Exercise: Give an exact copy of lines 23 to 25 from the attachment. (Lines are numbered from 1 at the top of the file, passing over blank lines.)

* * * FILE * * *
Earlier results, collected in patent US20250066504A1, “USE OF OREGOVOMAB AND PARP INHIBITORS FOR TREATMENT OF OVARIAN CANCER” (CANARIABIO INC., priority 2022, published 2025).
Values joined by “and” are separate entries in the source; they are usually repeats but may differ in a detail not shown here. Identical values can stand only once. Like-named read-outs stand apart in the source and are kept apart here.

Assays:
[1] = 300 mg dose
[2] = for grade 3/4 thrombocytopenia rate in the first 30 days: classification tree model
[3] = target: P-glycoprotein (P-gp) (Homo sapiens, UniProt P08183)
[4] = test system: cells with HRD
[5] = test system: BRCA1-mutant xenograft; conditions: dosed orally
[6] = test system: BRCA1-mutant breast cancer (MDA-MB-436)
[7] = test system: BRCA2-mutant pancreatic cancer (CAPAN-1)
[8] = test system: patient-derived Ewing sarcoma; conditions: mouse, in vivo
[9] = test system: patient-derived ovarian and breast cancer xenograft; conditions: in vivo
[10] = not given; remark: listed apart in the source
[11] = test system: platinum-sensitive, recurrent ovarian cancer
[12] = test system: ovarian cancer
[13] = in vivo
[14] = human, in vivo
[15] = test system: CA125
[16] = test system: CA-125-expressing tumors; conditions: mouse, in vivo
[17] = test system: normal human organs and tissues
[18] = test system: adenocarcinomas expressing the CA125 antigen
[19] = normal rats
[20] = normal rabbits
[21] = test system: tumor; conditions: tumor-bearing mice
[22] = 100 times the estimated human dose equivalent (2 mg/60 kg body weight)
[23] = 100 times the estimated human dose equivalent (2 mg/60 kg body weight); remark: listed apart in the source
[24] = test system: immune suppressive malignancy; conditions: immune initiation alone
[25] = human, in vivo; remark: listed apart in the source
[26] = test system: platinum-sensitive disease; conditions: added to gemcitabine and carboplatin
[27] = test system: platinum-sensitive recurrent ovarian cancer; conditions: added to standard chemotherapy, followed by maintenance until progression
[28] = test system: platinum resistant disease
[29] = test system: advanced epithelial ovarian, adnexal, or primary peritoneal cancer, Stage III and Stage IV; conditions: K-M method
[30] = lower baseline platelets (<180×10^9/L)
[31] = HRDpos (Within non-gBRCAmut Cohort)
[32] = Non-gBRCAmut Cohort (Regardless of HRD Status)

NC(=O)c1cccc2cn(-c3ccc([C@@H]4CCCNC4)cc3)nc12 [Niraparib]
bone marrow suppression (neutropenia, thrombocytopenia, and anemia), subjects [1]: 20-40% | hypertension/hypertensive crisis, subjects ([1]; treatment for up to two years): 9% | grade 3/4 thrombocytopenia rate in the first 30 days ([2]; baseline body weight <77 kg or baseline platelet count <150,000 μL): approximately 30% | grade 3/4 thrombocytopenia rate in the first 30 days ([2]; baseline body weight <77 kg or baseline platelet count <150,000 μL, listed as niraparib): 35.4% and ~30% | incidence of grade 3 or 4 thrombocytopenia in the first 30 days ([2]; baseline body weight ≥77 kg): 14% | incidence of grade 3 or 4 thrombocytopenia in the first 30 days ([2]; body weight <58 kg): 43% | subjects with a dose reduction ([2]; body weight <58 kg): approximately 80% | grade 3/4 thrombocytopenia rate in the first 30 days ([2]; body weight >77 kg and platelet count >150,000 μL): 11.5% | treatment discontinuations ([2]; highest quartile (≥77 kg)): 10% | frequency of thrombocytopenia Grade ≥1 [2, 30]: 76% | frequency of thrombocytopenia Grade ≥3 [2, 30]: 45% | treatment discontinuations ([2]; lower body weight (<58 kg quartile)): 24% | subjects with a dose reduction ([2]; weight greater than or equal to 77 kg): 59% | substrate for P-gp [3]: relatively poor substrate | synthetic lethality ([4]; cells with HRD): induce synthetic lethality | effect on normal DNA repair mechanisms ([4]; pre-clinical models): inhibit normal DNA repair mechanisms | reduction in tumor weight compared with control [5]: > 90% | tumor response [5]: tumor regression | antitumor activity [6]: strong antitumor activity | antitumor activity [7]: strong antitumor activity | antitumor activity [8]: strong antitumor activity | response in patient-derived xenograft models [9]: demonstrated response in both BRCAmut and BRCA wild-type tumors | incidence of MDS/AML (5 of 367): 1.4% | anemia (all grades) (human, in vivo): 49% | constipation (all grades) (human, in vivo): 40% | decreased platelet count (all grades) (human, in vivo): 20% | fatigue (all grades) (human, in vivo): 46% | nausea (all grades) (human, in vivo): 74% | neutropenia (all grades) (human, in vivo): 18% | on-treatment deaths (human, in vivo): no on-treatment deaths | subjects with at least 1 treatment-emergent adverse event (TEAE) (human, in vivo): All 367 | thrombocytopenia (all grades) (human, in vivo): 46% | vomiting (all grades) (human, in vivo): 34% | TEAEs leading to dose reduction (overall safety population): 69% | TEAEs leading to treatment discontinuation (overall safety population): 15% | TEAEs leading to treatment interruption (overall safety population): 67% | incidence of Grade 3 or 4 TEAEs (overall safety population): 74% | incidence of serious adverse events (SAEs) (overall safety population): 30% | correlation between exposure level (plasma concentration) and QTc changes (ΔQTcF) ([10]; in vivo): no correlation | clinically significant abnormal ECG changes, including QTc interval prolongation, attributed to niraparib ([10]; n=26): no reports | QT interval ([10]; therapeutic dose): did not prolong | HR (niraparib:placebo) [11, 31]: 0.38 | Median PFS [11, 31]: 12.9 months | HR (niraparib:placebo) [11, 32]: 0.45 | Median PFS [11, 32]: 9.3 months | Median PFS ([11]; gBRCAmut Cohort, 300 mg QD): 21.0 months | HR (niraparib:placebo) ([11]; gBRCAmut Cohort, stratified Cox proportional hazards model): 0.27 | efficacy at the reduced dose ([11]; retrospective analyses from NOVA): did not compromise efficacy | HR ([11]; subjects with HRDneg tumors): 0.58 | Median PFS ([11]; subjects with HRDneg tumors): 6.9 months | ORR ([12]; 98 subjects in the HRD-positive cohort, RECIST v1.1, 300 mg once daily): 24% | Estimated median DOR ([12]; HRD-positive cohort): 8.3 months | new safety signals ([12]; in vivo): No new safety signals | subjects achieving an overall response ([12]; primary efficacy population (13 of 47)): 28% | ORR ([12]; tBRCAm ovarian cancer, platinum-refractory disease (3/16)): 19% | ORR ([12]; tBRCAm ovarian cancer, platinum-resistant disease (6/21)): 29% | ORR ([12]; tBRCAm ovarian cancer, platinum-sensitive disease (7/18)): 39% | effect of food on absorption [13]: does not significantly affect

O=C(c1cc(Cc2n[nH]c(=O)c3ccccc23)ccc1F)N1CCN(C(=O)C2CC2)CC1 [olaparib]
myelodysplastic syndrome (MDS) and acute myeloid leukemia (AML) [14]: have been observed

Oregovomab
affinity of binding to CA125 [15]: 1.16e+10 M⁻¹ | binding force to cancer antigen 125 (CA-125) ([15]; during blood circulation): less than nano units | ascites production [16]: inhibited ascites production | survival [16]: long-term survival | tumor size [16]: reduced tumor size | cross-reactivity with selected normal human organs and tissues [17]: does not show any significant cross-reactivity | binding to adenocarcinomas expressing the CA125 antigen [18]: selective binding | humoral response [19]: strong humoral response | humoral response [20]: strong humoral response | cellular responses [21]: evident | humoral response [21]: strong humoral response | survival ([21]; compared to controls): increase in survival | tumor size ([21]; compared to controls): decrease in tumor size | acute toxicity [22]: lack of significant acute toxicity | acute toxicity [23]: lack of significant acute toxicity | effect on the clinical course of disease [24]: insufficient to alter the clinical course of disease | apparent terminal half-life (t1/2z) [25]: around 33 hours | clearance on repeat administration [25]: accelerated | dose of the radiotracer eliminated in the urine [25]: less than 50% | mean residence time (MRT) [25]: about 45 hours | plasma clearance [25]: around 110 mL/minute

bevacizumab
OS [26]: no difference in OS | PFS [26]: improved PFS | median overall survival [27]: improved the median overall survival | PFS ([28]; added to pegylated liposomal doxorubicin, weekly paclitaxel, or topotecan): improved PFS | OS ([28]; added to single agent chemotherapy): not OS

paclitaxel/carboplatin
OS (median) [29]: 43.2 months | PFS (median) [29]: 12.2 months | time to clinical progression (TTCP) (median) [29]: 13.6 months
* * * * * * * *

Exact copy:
[20] = normal rabbits
[21] = test system: tumor; conditions: tumor-bearing mice
[22] = 100 times the estimated human dose equivalent (2 mg/60 kg body weight)